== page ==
J Darrin Gross 8:49
No, I love it, you got to plan. That’s, that’s impressive. It’s fascinating to me, so that the 70% are held by the mom and pops. And you said that that comprises of investors that only owned two or less properties, correct? Correct. That’s right. So that nine is the nine or just the 30%. And mean anybody that’s got more than two? Is that how that
Fernando Angelucci 9:19
J Darrin Gross 9:21
REITs? Obviously, I’m assuming they have unlimited or or I don’t know what what I was kind of curious on the on the breakdown on the on the numbers there.
Fernando Angelucci 9:29
Yeah, so the Self Storage Association and the inside Self Storage Association, they both release a top 100 operators list every year. So when you look at that top 100 operators list those are the ones that are really doing all the deals in the in the industry. So just because you’re not in the top 100 Operator list doesn’t mean that you have, you know two or fewer? There are plenty here that are not really counted that are they have more than two, but they’re not in the top 100 list. But the majority of the, the volume is comprised of basically those top 106 operators, if you will. So top six publicly traded REITs, they own 80%. The next 100 largest operators own 9% of the market, and then the remaining go to these kind of mom and pop operators. So, you know, roughly depending on which studies you look at, there’s anywhere between 60 to 70,000 self storage facilities in the entire United States.
J Darrin Gross 10:46
And as far as the the, I guess, the the population centers, where were investments going on? Do you find that the majority of the, the top 100 And the REITs? Are those more in Metro? Are they you know, primary and secondary markets? Or do they get into the tertiary markets?
Fernando Angelucci 11:13
Yeah, so it depends on the strategy. There are a few operators in that top 100 list that they only focus on secondary and tertiary markets, what we find is that the majority of self storage is in, you know, more of these exurbs slash rural communities. And that’s for a reason, you know, typically, self storage is not the highest and best use of land. So especially when you’re going into areas where land is very expensive, like primary markets, it’s difficult to really out compete, someone that wants to put maybe multifamily or commercial industrial onto some of these lots. With that being said, that’s where it’s some of the strategies come in, you know, we build in a lot of primary markets, just because we want to focus on areas where there’s significant job growth or significant population growth. So we have to get creative and find lots that may not be as attractive to say, a multifamily investor or a retail investor. So that we can still participate in these booming areas without having to pay an arm and a leg for that dirt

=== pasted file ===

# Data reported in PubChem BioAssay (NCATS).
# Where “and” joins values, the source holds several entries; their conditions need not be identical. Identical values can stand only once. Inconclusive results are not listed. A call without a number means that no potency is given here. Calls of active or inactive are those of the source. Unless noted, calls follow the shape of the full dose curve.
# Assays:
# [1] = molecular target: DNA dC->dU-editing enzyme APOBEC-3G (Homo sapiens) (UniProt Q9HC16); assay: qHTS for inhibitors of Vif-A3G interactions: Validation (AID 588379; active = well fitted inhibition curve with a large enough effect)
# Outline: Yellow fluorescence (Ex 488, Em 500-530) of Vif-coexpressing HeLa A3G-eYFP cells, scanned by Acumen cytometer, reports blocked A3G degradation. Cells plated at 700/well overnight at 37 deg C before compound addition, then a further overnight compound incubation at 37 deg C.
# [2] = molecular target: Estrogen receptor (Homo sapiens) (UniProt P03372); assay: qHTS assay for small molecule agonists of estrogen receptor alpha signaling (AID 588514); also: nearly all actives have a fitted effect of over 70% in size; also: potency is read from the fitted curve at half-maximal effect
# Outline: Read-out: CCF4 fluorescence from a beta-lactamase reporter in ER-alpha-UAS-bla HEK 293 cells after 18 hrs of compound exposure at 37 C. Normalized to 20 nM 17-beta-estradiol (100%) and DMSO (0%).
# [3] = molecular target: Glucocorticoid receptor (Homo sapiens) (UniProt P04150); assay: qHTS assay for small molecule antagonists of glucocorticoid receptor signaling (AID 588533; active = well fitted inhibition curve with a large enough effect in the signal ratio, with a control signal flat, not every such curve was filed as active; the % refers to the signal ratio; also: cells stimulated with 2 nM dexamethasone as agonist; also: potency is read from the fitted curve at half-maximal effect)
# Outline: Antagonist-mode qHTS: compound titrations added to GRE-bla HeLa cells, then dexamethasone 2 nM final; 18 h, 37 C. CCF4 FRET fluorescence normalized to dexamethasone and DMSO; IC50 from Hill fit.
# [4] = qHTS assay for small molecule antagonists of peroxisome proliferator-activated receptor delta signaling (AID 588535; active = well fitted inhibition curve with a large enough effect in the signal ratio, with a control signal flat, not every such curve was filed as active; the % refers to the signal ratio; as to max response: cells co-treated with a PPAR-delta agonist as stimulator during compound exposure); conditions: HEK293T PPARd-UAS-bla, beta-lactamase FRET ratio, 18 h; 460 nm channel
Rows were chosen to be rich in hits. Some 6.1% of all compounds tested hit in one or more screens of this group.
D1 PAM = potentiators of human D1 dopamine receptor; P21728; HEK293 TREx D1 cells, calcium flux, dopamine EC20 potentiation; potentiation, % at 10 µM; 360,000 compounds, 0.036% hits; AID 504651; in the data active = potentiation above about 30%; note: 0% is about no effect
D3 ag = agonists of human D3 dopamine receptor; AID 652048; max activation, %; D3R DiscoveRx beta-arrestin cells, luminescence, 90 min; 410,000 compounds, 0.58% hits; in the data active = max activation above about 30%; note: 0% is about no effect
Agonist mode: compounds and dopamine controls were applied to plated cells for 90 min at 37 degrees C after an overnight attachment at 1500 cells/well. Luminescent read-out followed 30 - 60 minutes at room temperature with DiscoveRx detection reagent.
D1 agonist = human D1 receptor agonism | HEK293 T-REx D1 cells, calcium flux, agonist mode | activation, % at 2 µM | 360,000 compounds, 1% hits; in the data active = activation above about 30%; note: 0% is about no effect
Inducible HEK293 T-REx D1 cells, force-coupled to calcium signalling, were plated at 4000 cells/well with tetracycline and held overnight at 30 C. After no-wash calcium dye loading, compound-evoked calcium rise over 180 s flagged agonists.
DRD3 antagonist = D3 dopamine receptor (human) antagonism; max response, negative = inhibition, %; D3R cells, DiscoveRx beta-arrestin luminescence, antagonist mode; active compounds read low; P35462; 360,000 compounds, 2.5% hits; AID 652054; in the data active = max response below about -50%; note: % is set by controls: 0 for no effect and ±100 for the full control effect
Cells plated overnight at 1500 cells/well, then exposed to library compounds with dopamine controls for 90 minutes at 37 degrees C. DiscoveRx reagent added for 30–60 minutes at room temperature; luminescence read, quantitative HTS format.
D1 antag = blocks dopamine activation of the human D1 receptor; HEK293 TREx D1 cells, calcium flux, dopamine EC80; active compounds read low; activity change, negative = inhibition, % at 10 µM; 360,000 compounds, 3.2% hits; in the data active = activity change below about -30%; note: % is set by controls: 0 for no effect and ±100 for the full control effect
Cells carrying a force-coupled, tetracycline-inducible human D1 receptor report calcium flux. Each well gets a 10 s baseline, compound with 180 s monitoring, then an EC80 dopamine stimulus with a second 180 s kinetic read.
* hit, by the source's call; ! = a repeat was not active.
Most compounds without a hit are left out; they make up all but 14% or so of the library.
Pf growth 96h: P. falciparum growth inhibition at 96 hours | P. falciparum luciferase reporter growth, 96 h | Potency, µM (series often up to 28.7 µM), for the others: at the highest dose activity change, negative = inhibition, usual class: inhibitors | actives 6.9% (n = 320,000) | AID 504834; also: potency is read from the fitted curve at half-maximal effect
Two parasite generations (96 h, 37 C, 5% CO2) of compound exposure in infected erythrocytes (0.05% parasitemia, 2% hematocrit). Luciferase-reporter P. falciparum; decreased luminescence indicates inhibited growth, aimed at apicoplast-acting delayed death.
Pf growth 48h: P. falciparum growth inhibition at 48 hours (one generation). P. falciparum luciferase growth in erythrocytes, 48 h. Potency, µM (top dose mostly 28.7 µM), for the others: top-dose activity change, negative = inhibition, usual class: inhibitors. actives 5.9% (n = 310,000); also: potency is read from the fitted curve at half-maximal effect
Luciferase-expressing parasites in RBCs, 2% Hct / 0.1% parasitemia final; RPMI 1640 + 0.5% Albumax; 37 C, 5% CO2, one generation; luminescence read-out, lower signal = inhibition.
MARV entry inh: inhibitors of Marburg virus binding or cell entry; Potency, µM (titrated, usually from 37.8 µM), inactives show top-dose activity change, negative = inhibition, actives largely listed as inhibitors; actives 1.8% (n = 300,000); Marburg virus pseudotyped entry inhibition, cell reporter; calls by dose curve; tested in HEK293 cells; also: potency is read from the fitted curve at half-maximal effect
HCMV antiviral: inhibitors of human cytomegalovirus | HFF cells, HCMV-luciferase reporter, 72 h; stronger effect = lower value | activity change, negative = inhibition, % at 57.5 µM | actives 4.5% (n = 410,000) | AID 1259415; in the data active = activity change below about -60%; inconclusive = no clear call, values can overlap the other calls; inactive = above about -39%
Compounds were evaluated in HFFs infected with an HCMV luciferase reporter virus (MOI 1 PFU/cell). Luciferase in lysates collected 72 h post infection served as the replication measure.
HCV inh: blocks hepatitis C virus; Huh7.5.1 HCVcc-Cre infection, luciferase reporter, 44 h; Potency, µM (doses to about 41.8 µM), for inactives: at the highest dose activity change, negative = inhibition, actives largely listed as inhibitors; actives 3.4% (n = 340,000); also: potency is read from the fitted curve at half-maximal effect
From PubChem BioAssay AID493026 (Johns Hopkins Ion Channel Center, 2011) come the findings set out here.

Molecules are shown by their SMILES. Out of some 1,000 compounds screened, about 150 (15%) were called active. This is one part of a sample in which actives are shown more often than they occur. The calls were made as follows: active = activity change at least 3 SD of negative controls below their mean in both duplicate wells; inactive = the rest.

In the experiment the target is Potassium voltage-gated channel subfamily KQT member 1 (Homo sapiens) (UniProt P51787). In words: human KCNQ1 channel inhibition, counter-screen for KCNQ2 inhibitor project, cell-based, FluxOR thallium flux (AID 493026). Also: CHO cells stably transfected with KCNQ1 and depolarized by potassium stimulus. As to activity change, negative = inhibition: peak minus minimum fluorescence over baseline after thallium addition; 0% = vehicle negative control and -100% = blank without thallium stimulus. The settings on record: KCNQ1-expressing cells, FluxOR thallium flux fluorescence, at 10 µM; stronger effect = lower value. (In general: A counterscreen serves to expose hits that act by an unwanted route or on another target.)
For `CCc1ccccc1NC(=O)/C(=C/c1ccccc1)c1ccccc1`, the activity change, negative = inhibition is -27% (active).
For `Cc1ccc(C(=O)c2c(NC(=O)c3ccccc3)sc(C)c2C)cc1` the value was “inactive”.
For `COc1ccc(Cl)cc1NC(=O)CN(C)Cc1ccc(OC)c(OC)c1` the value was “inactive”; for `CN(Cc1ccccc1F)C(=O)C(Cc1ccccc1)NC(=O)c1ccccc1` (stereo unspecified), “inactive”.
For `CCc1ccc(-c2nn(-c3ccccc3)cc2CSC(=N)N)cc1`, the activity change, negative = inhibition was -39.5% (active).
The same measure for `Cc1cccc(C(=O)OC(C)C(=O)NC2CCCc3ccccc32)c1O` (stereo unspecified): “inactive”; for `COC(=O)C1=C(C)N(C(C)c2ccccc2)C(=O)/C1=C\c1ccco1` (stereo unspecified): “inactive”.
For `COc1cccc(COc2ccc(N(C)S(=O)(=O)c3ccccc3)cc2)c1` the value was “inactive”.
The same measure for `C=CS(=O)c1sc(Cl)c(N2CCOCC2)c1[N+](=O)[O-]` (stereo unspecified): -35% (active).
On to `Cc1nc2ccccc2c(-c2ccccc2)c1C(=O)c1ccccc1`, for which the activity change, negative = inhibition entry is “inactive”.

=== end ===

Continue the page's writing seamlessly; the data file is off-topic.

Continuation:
J Darrin Gross 12:30
Got it, so as far as like the key metrics, is population growth, or is that the primary one that you look for? Or is it also saturation of the market? With Self Storage in place?
Fernando Angelucci 12:45
Yeah, it’s it’s all the above so really depends on our strategy. If we’re going to be building, then we’re looking for large population growth, large, large drop growth, we’re looking for areas where the saturation is low. The interesting thing about self storage is that it is a hyper localized business. So unlike say, multifamily building, where you may be able to pull a tenant from 20 miles away, or for them to you know, cross from one side of Chicago to the other side of Chicago for a better rent. Typically, self storage, you’re finding 60 to 90% of your tenant base within a five to 15 minute drive time of your facility, which depending on the density of the area that you’re developing, and can be as little as one mile radius from your facility to typically the highest LC is three to five miles. So that’s on the ground upside, that those are very important. You know, we’re also looking for visibility. A lot of customers when surveyed say the reason they chose our self storage facilities be because they saw it on their commute to and from work. So visibility is extremely important, you know, traffic counts via vehicles per day. Very important as well, we typically like to be at least 20,000 cars in front of our facility, if not more per day on the curb cut. But there’s multiple ways to make money and self storage. So let’s look at the other one of our silos, which is buying the mom and pop facilities. We don’t necessarily need all those metrics, you know, in we’ve bought facilities that we’ve doubled or tripled our money on in locations that was losing population, year over year at a pretty significant pace. And that’s just because we saw the ability to do extensive value add with, you know, minimal to little effort. So for example, you go into a into a market and there’s no professional operators, none of these publicly traded operators that are constantly doing competitor analysis to see what the occupant occupancy is he with the story rates are. So you can find these opportunities to arbitrage where you find a existing self storage facility whose rents are 50% below market rates and very easily you can double the value of that facility by purchasing it and then sending out a rent increase to just below the next highest priced facility. So we’ve done that a few times, we just did it on one that we bought in small town in Indiana, where we found that the rents were 69% below the competitors. And this is this is very typical of, you know, one of these Mom and Pop operated facilities where, you know, typically the avatar is someone that is, you know, on their first or second retirement, and they ended up buying a self storage facility because they wanted something to do, they treat it more as a hobby than as a, you know, a professionally run business. They become friends with their tenants, they don’t charge late fees, they don’t raise rents on anybody, you know, whatever your rate was, when you walked in the door 10 years ago, that’s the same rate that you have today, when in reality, with inflation. And with the demand for storage, we’ve had some of the highest year over year growth over the last three years. I mean, 2021, for example, was a record year where rents in parts of the country were going up six to six and a half percent a month. So we had some of our facilities that in one year, our rents increased to 8%. And that’s just to keep up with what the competitors were charging. We’re typically on those types of assets, those Mom and Pop style class, you know, be classy facilities, we’re not trying to be the most expensive facility in the market, but we want to be just below those guys. Right, maybe in second or third place. That way allows us to drive revenue without pushing our current customer base away to our competitors.